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Data Privacy Chinese-Style

China’s new Personal Information Protection Law represents an important first step toward protecting the privacy of Chinese citizens, and it will undoubtedly increase the compliance burden for major tech firms. But the PIPL may turn out to be far weaker than it appears.

HONG KONG – China has just passed a major data-privacy law. Inspired by the European Union’s General Data Protection Regulation, China’s Personal Information Protection Law (PIPL) comprises a far-reaching set of rules governing how tech companies handle user data. And, on the surface, it seems pretty tough: in fact, The Wall Street Journal hailed the PIPL as “one of the world’s strictest data-privacy laws.” But it will probably do less to protect Chinese users than many believe, and it might even entrench further the dominance of China’s incumbent tech giants.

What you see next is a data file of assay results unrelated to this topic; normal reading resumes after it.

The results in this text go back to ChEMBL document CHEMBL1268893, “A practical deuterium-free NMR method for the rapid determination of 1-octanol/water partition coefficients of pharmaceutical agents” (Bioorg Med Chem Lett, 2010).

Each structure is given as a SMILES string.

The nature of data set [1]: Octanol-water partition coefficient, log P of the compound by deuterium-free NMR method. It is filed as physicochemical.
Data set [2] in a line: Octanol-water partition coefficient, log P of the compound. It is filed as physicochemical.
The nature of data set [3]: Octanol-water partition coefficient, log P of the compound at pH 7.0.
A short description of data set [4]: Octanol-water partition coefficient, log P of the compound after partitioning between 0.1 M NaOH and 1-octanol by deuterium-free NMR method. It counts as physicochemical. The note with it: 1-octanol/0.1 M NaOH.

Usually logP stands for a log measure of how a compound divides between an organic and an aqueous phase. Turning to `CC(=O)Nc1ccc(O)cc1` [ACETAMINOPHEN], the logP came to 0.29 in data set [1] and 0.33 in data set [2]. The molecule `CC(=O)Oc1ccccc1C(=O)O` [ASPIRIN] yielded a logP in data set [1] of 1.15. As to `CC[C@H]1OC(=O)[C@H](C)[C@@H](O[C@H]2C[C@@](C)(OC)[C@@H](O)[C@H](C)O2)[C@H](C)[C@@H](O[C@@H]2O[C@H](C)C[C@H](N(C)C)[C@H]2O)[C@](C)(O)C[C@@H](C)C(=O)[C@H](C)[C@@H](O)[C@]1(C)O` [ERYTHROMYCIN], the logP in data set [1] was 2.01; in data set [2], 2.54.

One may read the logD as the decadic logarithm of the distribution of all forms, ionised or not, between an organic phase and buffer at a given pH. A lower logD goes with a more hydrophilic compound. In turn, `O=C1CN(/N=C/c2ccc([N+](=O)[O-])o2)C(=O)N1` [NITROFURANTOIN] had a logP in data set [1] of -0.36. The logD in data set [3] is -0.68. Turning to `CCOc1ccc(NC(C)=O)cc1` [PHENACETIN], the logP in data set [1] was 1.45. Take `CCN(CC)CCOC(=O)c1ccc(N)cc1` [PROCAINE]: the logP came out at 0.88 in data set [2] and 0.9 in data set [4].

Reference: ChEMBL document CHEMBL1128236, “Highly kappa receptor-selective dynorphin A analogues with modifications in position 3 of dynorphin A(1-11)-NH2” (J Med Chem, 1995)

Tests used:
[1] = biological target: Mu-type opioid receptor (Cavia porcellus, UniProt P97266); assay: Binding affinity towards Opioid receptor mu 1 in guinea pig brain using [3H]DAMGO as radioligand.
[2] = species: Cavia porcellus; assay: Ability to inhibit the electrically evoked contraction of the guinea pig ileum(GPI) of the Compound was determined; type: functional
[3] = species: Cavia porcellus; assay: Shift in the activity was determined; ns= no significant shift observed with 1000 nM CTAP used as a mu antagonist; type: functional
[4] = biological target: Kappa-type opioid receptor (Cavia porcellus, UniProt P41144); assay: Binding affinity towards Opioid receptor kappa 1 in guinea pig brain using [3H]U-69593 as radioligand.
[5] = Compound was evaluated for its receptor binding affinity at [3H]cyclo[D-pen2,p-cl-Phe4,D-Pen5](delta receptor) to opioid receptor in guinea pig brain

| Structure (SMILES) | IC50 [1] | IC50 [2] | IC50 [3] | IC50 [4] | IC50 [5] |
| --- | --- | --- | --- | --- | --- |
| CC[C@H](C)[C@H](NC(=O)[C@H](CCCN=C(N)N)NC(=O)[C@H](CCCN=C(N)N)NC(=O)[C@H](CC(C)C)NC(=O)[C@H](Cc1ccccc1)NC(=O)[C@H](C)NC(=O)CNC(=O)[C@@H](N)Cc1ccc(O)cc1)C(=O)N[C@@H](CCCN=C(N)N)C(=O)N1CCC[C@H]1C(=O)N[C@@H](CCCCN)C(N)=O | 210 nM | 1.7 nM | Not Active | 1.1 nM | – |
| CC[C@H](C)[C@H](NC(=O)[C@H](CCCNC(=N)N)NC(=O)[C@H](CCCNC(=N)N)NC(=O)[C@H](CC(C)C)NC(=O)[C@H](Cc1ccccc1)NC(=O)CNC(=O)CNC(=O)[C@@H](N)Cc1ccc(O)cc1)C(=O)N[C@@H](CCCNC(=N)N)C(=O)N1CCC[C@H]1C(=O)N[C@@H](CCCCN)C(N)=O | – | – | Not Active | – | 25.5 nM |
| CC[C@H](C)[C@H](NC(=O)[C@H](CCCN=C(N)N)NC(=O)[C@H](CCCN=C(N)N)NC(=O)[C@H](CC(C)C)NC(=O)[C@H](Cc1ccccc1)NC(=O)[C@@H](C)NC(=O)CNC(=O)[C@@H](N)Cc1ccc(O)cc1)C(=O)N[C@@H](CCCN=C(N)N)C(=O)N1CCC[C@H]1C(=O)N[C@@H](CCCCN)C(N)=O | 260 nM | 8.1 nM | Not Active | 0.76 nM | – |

To be sure, the PIPL represents an important first step toward protecting the privacy of Chinese citizens. It gives regulators a new set of weapons to use in their fight against China’s mighty tech firms; limits companies’ ability to engage in algorithmic price discrimination; tightens rules on cross-border data transfers; and imposes additional compliance burdens for large tech firms that are deemed “gatekeepers.”

But a close look at the PIPL reveals its major weaknesses. For starters, although it requires businesses and government agencies to obtain individual consent before processing personal information, it exempts them from doing so when there is a “statutory basis” – while failing to specify which statutes qualify. Because many Chinese government authorities, including central ministries and local governments, possess some degree of legislative power, a vast array of lower-level rules and regulations could potentially be used to circumvent the PIPL.